# The set consisting of random numbers with random lengths

1. Dec 1, 2015

### serp777

Does the set of random integers with random lengths (the number of digits), which hypothetically would generate random numbers with random lengths for eternity, produce all possible integers? It seems to me that this is a natural conclusion but i've never seen a proof of this. A more incredible statement would be that there are integers which could not be produced via this process.

2. Dec 1, 2015

### BvU

I don't see how you can construct an integer that can escape being produced. All integers have the same probability of being produced (namely zero) in a finite time.
I'm not sure how things change if e.g. you first pick a random length (infinitely many possibilities) and subsequently pick a random integer of that length (a finite number of choices).

3. Dec 1, 2015

### Svein

First tell me how you would create that random number generator. If you want to create a random number in a finite time, you will only get random numbers in a finite range...

4. Dec 1, 2015

### jbriggs444

I am not sure that this stands up to rigorous scrutiny but...

As BvU points out, the probability that any particular integer escapes being produced is zero. The probability that any particular integer escapes being produced while all lesser integers are produced is also zero. The case that at least one integer escapes being produced is the infinite union of the cases where some integer escapes being produced while all lower integers are produced. Those component cases are disjoint by construction. By countable additivity, the probability of the union is the sum of the probabilities of all of the component cases. That sum is zero.

5. Dec 1, 2015

### BvU

I like phinds' almost standard referral to the Hilbert Hotel for a nice confrontation with infinities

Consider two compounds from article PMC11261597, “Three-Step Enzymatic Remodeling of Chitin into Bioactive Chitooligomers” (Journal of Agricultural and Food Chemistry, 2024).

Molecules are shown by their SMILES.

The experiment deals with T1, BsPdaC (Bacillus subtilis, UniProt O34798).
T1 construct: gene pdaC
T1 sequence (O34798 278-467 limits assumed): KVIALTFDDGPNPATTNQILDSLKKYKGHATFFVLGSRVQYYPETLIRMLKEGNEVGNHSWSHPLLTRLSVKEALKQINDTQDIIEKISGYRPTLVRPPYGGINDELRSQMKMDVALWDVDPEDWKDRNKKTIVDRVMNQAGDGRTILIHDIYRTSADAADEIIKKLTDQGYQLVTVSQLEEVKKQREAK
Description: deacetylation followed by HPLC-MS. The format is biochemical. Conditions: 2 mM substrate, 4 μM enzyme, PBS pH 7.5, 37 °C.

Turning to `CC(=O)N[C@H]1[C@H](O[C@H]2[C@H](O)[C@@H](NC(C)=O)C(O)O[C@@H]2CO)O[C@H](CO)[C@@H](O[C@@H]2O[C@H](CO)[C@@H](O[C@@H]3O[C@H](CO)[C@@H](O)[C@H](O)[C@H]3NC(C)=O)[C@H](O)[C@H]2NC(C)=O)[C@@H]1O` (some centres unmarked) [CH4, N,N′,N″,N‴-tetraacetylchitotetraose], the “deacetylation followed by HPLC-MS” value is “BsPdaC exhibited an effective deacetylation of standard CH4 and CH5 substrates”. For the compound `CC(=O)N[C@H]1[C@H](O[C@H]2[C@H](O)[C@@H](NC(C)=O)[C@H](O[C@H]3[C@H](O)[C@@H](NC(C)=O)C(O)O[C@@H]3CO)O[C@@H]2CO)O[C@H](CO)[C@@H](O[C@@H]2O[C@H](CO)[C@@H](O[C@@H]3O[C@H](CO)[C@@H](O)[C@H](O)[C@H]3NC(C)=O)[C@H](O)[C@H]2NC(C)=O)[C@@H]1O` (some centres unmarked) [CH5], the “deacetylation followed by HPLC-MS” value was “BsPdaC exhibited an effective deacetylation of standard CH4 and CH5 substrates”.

6. Dec 1, 2015

### micromass

How do you even pick an integer at random? There is no way!

7. Dec 1, 2015

### jbriggs444

It is not possible to pick an integer at random such that all integers are possible and the probability distribution is uniform.

My reading of the problem in #1 is that the requirement that the distribution be uniform has been relaxed but the requirement that the distribution have a non-zero probability for each and every integer has been retained. A procedure such as "flip a coin and count the number of tails prior to the first heads" is almost certain to work for this.

8. Dec 1, 2015

### micromass

Sure. But many people not familiar with probability seem to use the word "at random" to mean "uniform probabilities". If the OP doesn't say this, he needs to specify exactly how he does this random number selection.

9. Dec 1, 2015

### meldraft

Does the randomness allow for numbers to be generated twice? If not, it should be exactly the same as trying to enumerate the set of integers, which is infinite. If it does, on the other hand, it just makes things worse as the probability of a particular integer to be generated is even smaller.